In this firefighter training video, Orlando (FL) District Chief Walt Lewis and company discuss training on withdrawing hose when changing tactics during fire suppression.
Samuel Hittle offers a drill that focuses on how to gauge the amount of line to feed the nozzle team from the door or friction point when pushing, pulling, or making wheels.
Douglas Mitchell Jr. offers this drill that uses a "well-hole," a buiding feature that can reduce the amount of lengths you must stretch to reach upper floors.
The value of fireground experience vs. company drilling is a conundrum.
Today, many engine companies around the country will roll out the door to working fires with three or fewer crew members.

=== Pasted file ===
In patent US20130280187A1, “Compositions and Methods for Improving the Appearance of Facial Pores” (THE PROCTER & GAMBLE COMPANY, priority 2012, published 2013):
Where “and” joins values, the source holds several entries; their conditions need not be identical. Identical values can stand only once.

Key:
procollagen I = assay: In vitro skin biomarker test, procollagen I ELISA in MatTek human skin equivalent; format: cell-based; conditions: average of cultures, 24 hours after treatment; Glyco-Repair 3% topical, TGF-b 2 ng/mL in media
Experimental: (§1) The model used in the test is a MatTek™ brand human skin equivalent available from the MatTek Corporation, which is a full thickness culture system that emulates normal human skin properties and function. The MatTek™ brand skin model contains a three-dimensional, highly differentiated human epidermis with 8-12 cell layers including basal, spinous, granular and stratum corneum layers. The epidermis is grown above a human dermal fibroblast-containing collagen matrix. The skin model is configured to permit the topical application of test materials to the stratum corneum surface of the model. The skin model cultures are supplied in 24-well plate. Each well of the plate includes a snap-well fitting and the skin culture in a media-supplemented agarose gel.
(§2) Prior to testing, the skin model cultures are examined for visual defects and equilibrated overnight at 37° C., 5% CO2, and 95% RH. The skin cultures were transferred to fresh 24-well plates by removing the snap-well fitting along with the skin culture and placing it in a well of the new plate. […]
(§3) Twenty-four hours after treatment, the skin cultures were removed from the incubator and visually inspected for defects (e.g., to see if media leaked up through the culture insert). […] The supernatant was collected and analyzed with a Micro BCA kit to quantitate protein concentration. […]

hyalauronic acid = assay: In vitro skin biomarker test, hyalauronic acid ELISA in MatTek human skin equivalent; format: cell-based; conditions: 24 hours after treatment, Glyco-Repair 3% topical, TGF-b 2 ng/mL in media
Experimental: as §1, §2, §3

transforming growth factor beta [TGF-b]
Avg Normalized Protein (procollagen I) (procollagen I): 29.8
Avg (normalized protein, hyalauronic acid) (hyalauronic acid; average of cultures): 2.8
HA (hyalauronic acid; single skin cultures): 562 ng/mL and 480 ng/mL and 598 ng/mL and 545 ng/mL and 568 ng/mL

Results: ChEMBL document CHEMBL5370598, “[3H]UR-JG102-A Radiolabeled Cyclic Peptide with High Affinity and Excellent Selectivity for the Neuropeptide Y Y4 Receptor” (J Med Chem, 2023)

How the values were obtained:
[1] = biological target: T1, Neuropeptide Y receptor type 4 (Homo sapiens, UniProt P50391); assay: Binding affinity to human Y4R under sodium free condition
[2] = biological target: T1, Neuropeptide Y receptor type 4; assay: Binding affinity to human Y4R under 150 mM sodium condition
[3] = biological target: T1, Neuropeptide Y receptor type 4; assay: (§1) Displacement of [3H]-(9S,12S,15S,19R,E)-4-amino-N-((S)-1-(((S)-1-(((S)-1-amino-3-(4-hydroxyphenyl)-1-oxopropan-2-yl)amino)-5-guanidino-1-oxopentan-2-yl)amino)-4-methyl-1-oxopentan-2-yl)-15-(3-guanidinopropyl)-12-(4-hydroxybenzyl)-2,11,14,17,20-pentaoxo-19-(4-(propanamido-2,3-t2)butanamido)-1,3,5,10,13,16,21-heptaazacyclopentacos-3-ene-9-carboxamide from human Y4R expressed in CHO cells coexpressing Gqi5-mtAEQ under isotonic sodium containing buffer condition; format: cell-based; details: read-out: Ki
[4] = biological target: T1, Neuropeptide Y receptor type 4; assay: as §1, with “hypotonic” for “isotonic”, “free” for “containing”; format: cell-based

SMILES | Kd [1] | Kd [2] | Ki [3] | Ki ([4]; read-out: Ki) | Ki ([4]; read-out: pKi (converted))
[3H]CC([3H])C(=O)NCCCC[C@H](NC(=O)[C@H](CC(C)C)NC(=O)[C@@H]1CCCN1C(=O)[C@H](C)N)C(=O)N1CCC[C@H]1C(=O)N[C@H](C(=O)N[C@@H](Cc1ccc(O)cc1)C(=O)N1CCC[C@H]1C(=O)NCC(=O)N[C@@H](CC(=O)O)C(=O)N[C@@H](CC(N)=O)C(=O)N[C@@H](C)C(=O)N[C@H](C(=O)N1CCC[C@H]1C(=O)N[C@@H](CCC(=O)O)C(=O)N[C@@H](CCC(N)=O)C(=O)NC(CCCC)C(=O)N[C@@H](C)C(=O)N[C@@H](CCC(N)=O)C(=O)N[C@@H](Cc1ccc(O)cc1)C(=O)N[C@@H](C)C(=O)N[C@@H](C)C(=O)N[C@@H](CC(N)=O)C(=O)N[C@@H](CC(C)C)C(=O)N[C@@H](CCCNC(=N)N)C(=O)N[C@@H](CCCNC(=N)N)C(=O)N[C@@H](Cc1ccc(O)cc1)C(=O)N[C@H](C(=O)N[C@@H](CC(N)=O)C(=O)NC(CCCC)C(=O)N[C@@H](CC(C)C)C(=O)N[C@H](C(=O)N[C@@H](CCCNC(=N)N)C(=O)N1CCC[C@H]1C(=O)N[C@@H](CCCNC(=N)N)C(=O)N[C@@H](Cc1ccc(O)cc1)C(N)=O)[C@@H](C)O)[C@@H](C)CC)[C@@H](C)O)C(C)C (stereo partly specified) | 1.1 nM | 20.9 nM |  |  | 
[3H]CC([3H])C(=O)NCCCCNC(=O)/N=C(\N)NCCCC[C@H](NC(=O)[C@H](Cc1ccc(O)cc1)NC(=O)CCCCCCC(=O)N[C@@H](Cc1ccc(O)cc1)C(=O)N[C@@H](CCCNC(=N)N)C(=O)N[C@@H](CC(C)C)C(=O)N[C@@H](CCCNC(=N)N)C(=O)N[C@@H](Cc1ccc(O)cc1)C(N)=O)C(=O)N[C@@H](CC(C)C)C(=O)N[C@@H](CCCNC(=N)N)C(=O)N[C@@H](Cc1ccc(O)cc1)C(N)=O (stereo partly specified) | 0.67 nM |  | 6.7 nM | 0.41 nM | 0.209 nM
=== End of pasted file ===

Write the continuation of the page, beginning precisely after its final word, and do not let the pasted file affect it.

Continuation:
We transitioned from the minuteman preconnected hose load to the triple or "S" hose load for our preconnects in the mid 1990s.
The hip grip and the crooked lean
One way to make firefighters' lives easier in terms of spotting a hydrant at fire calls: Use a preconnected, 50-foot long soft suction line to hook up to hydrants. Paul Shapiro talks about the advantages of this approach.
The more time a fire department spends developing an easier and more efficient method for loading preconnected attack lines, the less time it will take to deploy the lines at the emergency scene.
The 1¾-inch preconnect is the mainstay of the modern fire service. For most jurisdictions around the country, it is the initial attack line pulled for up to 80 to 90 percent of our fires.